When Andrea Pirlo failed to agree a new deal with AC Milan in July 2011 and left the Rossoneri after ten seasons and two UEFA Champions League triumphs to join Juventus on a free transfer, many thought his best days were behind him. They were wrong.
Pirlo quickly became the fulcrum of a team that went from seventh in the previous two seasons to become an invincible force in Italy. With Pirlo simply resplendent as l’architetto – architect – Juve won the Scudetto without losing a game to return to the UEFA Champions League, a competition he cherishes.
“Yes, that special Champions League melody has allowed me to experience great emotions,” he told Champions Matchday. “I missed it a lot last season, but now we are back on this fantastic European stage, and we will try to do as well as possible.”
Now 33, the newly bearded Pirlo’s priceless experience in Europe, classy touch and 360-degree vision could be a significant help for his team-mates, less well-versed in the rigours of the UEFA Champions League. “It can be something different, something important for them, and I will try to help. But we also have great champions in the team who don’t need any advice. I hope we can go all the way, but it’s a tough competition, with big teams taking part. “
Still, we have every chance to go a long way. I don’t know if we can even win it, but we will surely try,” said the UEFA EURO 2012 runner-up, whose big-game nous is all the more important following Alessandro del Piero‘s departure. “Unfortunately he’s left. We have new players like Sebastian Giovinco and we hope he can do what Del Piero did for Juventus.”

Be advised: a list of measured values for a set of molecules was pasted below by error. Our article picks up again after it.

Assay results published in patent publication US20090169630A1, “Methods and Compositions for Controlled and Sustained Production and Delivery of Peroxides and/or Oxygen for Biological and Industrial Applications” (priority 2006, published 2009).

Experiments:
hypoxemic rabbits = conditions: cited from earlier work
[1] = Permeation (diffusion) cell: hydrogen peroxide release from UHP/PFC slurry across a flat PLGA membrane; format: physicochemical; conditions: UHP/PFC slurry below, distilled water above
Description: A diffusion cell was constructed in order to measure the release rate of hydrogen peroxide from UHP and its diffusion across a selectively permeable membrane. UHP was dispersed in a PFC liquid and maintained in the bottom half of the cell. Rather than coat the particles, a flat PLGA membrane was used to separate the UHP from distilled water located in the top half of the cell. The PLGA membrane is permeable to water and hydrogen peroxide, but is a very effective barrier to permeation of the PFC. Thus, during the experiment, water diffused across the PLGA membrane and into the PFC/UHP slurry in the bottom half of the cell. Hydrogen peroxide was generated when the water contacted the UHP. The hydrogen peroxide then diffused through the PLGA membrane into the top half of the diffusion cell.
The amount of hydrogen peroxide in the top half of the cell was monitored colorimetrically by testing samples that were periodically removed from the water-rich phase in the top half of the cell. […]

Although Pirlo was not as influential as he can be against Chelsea FC on matchday one, the manner of the Bianconeri’s comeback from 2-0 down to draw 2-2 suggests they need fear no one in this competition. First, however, the group stage must be negotiated. “We all know Chelsea, they are the defending European champions,” Pirlo said, casting his eye over his club’s Group E opponents. “As for Shakhtar, I know Mircea Lucescu, because I had him as a coach at Brescia when I was starting out. They play good football.
“The Danish team we don’t know so well, but we will have the chance to get to know them. We will play with the same mentality whether we are home or away. We want to impose our game and win matches by playing well. We will do that on every pitch as well as in Turin.”
After a decade in Milan, Pirlo certainly seems to have settled quickly and comfortably into his new surroundings. The artful midfielder shrugs off suggestions his switch from Rossoneri to Bianconeri was a traumatic one. “The training methods are completely different, as training sessions depend on the coach. The rest is pretty much the same, they are two big clubs with the same ambitions, with the same will to win,” he said. “They are the two biggest clubs in Italy, known around the world. There are no big differences.”
There is one significant difference, however: Pirlo’s future is now mapped out in black-and-white.
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